• ‘Because of a lack of DDT use, malaria continues to ravage the world killing a million people a year.’  Actually, malaria is at the lowest level in human history, killing less than a million a year, with great progress being made against the disease using the methods Rachel Carson urged in 1962.  Had we listened to Carson earlier, we could have saved a few million more lives, and perhaps have eradicated malaria already.  Also, it’s important to remember that DDT was never banned in Africa nor Asia; the ban on use of DDT on cotton crops in the U.S. did not cause any increase in malaria anywhere; since the ban on DDT use in the U.S. malaria has constantly declined in incidence and deaths.
  • ‘DDT is very effective because it’s ALSO repellent to mosquitoes, after it ceases to kill them.’  So in the end, they urge the use of a poisonous-to-wildlife, mildly carcinogenic substance, because it repels mosquitoes?  Bednets are more effective, cheaper, not-poisonous to wildlife, and they aren’t even suspected of causing cancer.

Rachel Carson’s life is a model for budding scientists, aspiring journalists, and teachers of ethics.  That so many people spend so much time making up false claims against her, in favor of a deadly toxin, and against science, tells us much more about the subrosa intentions of the claim fakers than about Rachel Carson.

Want the facts about Rachel Carson?  Try William Souder’s marvelous biography from last year, On a Farther Shore.  Want facts on DDT?  Try EPA’s official DDT history online (or look at some of the posts here at Millard Fillmore’s Bathtub). Want the facts about malaria?  Check with the world’s longest running, most ambitious malaria fighting campaign operated by the good people at the World Health Organization, Roll Back Malaria,  or see Sonia Shah’s underappreciated history, The FeverHow malaria has ruled mankind for 500,000 years.


Roll Back Malaria, World Malaria Day logo for 2013

Roll Back Malaria, World Malaria Day logo for 2013

Wall of Shame (hoax spreaders to watch out for this week):

NIH notes progress against malaria on World Malaria Day 2012

April 28, 2012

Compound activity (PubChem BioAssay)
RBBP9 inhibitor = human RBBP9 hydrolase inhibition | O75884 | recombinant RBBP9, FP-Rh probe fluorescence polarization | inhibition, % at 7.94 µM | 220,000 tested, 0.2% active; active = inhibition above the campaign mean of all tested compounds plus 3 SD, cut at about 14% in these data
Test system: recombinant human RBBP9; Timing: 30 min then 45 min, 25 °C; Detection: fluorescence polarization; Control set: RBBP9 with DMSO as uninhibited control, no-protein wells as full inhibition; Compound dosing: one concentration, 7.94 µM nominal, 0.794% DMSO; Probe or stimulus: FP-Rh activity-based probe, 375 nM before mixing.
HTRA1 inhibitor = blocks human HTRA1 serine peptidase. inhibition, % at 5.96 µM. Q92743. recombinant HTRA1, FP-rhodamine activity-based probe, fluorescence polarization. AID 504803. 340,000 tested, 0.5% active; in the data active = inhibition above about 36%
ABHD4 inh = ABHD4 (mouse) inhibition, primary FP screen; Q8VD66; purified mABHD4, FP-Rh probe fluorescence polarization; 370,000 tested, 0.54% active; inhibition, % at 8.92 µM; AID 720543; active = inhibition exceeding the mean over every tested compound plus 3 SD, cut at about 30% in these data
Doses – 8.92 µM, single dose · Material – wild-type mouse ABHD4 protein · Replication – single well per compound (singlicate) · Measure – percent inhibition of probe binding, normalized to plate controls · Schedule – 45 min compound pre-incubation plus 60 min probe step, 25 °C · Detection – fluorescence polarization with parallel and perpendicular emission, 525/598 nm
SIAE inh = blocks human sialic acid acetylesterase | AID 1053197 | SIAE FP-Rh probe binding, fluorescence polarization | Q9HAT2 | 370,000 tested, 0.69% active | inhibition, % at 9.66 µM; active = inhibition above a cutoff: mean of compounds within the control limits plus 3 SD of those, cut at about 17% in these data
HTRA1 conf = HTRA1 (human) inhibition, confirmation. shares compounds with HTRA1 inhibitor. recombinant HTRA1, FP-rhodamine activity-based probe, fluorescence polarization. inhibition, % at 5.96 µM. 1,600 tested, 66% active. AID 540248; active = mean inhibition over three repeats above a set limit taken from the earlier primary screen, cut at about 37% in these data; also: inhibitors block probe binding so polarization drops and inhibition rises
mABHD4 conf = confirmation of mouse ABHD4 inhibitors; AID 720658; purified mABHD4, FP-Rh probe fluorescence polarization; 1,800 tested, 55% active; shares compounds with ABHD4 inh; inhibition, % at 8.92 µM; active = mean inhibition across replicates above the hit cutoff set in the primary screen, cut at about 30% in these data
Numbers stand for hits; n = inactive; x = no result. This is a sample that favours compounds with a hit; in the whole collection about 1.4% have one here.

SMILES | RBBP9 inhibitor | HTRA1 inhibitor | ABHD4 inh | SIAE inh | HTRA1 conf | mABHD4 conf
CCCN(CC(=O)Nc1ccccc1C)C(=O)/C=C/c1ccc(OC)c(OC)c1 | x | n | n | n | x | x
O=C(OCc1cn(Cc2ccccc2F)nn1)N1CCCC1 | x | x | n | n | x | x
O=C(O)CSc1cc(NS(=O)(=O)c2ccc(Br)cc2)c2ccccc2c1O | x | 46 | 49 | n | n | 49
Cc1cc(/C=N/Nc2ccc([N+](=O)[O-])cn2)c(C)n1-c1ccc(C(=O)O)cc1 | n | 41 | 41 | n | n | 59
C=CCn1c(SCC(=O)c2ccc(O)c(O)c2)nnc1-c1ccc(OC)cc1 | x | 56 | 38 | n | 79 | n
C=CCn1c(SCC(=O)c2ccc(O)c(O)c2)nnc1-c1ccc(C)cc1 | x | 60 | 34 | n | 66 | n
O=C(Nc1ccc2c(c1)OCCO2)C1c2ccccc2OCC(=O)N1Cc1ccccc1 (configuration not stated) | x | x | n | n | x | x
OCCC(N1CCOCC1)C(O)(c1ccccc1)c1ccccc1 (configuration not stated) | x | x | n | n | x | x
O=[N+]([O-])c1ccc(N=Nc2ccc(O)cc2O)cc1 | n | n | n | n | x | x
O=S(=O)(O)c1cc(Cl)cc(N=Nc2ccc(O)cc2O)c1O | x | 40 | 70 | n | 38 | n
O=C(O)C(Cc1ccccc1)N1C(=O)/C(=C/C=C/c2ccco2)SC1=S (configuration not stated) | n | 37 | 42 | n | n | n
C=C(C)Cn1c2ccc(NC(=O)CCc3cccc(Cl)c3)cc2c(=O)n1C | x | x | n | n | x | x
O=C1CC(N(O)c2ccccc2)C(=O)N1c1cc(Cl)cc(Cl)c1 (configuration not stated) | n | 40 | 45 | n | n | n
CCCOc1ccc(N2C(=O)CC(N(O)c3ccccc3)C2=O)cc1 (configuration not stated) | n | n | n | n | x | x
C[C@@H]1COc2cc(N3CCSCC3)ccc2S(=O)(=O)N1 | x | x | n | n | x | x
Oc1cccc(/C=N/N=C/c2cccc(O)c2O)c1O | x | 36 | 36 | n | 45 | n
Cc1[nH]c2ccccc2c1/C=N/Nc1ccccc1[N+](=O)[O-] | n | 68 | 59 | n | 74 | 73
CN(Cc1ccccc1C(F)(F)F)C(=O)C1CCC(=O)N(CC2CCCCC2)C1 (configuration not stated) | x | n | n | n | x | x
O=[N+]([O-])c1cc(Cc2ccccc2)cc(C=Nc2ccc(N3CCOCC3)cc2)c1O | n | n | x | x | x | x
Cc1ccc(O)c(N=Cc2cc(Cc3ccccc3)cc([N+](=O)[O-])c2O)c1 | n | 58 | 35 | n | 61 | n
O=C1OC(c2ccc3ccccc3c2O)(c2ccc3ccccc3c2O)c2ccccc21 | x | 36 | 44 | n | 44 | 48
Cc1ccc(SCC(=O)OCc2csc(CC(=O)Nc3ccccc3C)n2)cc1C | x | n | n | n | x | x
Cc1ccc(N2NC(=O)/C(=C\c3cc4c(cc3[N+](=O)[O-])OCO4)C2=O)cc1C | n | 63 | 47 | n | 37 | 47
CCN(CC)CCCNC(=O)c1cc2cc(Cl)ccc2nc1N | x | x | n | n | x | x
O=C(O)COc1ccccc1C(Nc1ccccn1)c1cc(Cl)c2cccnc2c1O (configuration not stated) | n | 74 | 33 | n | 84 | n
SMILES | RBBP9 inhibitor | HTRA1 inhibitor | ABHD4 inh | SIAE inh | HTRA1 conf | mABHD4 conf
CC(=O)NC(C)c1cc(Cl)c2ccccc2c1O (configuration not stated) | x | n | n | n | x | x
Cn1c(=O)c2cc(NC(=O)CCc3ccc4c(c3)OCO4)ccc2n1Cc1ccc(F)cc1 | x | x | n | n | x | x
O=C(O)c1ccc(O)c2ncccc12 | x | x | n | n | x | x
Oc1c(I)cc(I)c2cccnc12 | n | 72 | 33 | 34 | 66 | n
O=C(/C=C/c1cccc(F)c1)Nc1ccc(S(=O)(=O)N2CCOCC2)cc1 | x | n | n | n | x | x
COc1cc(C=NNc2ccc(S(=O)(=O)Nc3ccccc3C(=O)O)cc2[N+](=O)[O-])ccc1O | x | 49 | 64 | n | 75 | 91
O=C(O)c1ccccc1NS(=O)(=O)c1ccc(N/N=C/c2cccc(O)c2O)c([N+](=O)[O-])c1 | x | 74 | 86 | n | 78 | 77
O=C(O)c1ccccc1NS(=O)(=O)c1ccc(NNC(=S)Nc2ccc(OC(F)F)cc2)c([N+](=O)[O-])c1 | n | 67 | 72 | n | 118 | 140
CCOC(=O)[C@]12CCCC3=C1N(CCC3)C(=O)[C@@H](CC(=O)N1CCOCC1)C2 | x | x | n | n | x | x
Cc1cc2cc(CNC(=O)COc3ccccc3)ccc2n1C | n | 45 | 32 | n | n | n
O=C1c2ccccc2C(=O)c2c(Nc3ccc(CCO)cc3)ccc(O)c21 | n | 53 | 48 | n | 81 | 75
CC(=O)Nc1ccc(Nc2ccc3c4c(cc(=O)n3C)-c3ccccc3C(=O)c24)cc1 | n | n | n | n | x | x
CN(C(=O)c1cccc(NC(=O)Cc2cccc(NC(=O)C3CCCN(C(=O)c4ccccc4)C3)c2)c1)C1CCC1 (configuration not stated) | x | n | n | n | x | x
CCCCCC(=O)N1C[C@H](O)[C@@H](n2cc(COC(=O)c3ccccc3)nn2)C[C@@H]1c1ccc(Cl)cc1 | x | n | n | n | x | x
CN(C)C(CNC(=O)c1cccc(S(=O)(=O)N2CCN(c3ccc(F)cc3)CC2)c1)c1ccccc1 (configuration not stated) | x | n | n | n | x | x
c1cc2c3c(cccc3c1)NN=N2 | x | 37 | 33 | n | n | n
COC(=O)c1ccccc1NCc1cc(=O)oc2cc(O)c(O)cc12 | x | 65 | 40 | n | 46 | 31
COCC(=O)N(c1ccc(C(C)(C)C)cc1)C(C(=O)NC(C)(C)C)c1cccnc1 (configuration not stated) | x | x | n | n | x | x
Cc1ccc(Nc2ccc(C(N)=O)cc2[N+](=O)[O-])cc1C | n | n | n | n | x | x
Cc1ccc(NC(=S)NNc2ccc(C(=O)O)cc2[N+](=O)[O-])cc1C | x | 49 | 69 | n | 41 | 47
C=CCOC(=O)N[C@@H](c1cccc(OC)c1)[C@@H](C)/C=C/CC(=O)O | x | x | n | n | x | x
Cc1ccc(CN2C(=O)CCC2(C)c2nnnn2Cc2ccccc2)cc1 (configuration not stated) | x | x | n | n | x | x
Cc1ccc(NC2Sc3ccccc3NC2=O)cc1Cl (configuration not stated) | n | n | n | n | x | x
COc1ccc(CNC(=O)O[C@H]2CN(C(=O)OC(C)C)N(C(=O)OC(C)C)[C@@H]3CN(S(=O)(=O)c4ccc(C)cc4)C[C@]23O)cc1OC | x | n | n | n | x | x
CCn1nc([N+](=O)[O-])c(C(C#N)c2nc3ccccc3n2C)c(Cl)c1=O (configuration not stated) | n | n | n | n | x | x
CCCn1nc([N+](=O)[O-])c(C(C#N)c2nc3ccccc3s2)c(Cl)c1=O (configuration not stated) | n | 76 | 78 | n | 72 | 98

Press release from the National Institutes of Health, for World Malaria Day (April 25, 2012):

For Immediate Release
Tuesday, April 24, 2012

NIH statement on World Malaria Day – April 25, 2012

B. F. (Lee) Hall, M.D., Ph.D., and Anthony S. Fauci, M.D.
National Institute of Allergy and Infectious Diseases

On World Malaria Day, we stand at a critical juncture in our efforts to control a global scourge. This year’s theme “Sustain Gains, Save Lives: Invest in Malaria” stresses the crucial role of continued investment of resources to maintain hard-won gains. Lives have indeed been saved. According to World Health Organization (WHO) estimates, annual deaths from malaria decreased from roughly 985,000 in 2000 to approximately 655,000 in 2010. Improvements were noted in all regions that WHO monitors, and, since 2007, four formerly malaria-endemic countries — the United Arab Emirates, Morocco, Turkmenistan and Armenia — have been declared malaria-free. However, about half of the world’s population is at risk of contracting malaria, and the disease continues to exact an unacceptably high toll, especially among very young children and pregnant women.

The National Institute of Allergy and Infectious Diseases (NIAID), part of the National Institutes of Health (NIH), is committed to maintaining the research momentum needed to eradicate this mosquito-borne parasitic disease. Our investments include programs designed to strengthen research capacity in those countries most affected by malaria. For example, through the 2010 International Centers of Excellence for Malaria Research initiative, NIAID has established 10 research centers in malaria-endemic regions around the world. NIAID also provides access for U.S. and international scientists to multiple research resources as well as training for new investigators. Additionally, NIAID supports the Global Malaria Action Plan (GMAP), an international framework for coordinated action designed to control, eliminate and eradicate malaria.

NIAID’s research portfolio includes an array of projects aimed at better understanding the disease process and finding new and improved ways to diagnose and treat people with malaria, control the mosquitoes that spread it, and prevent malaria altogether through vaccination.

Earlier this month, an international team including NIAID-funded investigators reported that resistance to artemisinin — a frontline malaria drug — has spread from Cambodia to the border of Thailand and Burma, underscoring the importance of continued efforts to detect artemisinin resistance and slow its spread. Other grantees have identified a major region of the malaria parasite genome associated with artemisinin resistance, raising the possibility that scientists will have a new way to monitor the spread of drug resistance in the field.

The spread of artemisinin-resistant malaria highlights the need for new and improved malaria drugs. Two recently completed drug screening projects offer some hope. In one project, NIH scientists screened nearly 3,000 chemicals, and found 32 that were highly effective at killing numerous genetically diverse malaria parasite strains. Another screening project identified a new class of compounds that inhibits parasites in both the blood stage and in the liver. The research could lead to the development of malaria drugs that attack the parasite at multiple stages in its lifecycle, which would hamper the parasite’s ability to develop drug resistance.